17 600,00 $On request
In Japan, cherry blossoms (Sakura/ 桜) symbolize clouds due to their nature of blooming en masse, besides being an enduring metaphor for the ephemeral nature of life, an aspect of Japanese cultural tradition that is often associated with Buddhist influence. The transience of the blossoms, the exquisite beauty and volatility, has often been associated with mortality and graceful and readily acceptance of destiny and karma; for this reason, cherry blossoms are richly symbolic, and have been utilized often in Japanese art.
Type: Japanese whisky
Number of bottles: Red 36, White 36, Pink 36
ABV: Red 48 %, White 46%, Pink 50,5%
Volume: 3 x 70cl
Packaging: Heavy WS glass bottle with gold painting, wooden box and booklet.
Out of stock
The distillery was established in 1955 by Daikoku-budoshu. The owner decided to build the facility in the town of Karuizawa located in the foothills of the active Asama volcano, a popular tourist destination in Japan.
Karuizawa was a small distillery producing alcoholic beverages with the use of traditional methods. In pursuit of the highest quality, Karuizawa was contained in casks previously filled with sherry and imported from Spain. Similar to its equivalent from the home of whisky, Scotland, Karuizawa is aged in sherry casks. However, the flavour of whisky is also influenced by local features that give it its unique character. Spring water drawn from the volcanic hills of Asama, freezing winters and hot summers are all hinted at in the flavour of this beverage and make it truly one of a kind. Karuizawa is very rich and aromatic with a distinct sherry profile.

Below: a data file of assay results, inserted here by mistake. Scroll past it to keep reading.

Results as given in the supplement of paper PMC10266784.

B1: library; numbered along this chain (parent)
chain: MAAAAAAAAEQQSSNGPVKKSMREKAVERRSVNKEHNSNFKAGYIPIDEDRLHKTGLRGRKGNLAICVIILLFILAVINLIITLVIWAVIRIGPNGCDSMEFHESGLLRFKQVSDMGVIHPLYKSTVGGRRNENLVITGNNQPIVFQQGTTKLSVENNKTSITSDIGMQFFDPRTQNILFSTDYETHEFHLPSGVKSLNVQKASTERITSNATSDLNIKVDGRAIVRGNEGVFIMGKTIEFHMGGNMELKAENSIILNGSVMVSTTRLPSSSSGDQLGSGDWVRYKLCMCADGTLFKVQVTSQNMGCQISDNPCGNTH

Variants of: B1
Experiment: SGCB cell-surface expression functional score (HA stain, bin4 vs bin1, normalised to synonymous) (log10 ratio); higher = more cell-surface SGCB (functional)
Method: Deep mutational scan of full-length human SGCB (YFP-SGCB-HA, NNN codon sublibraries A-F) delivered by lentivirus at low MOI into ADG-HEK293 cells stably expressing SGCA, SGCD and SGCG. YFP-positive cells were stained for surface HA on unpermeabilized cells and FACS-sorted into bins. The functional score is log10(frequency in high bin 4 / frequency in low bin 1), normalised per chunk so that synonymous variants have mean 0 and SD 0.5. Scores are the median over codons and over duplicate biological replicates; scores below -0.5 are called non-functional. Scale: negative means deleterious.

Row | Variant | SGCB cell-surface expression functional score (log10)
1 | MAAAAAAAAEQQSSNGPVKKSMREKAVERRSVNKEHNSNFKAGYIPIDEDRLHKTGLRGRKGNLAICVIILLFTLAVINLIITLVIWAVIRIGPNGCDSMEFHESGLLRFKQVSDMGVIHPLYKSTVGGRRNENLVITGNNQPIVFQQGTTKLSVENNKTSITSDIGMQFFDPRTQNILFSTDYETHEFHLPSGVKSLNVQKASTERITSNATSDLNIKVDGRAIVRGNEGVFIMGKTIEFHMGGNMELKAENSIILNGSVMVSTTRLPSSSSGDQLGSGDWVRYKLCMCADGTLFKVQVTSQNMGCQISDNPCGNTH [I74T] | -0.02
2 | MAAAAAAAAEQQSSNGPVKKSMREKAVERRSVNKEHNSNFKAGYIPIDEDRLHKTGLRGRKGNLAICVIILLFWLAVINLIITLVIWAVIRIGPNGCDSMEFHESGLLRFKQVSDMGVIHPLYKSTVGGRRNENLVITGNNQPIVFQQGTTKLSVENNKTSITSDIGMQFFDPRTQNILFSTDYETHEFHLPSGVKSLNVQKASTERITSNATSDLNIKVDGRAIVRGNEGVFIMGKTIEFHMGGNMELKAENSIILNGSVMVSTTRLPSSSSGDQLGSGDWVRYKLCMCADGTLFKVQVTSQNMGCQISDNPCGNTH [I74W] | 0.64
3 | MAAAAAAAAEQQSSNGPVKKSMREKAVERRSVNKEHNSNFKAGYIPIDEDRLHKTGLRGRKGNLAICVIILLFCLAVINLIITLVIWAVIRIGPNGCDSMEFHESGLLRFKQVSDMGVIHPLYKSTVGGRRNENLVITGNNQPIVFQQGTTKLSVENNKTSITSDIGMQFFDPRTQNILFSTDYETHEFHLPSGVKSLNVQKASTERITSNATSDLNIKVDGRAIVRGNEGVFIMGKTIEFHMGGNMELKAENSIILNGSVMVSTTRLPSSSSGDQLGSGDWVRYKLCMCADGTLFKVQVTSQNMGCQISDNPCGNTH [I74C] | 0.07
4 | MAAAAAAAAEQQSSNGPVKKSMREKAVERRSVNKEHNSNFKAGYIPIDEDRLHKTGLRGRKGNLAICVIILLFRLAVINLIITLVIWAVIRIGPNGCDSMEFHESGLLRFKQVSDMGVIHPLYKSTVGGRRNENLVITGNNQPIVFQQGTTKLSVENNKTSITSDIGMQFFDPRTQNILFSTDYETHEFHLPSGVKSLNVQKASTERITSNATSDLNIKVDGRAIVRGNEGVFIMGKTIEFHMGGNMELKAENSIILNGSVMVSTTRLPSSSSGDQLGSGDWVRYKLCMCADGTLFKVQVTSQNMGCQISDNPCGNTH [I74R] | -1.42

Karuizawa used to produce whisky on a small-scale and was rather focused on the domestic market. This continued from its establishment in 1955 until 2000 when the production was ceased. Although whisky is no longer produced, there were still some casks left, but every year the number decreases. Currently, there are only 300 Karuizawa casks in the world. Three-quarters of these date back to the 1990s, and there are only 14 casks left from the 1960s.
Unfortunately for Karuizawa, it gained world recognition only after it ceased production. Since 2006, Karuizawa whisky has been reaching whisky lovers from all around the world thanks to the Number One Drinks company. When the world heard about Karuizawa, it immediately fell in love with the beverage produced in the foothills of the Asama mountain.
As Karuizawa is no longer licensed to produce alcoholic beverages and the building of the distillery has a new owner, there will be no new casks on the market. No one knows when the last whisky will be bottled…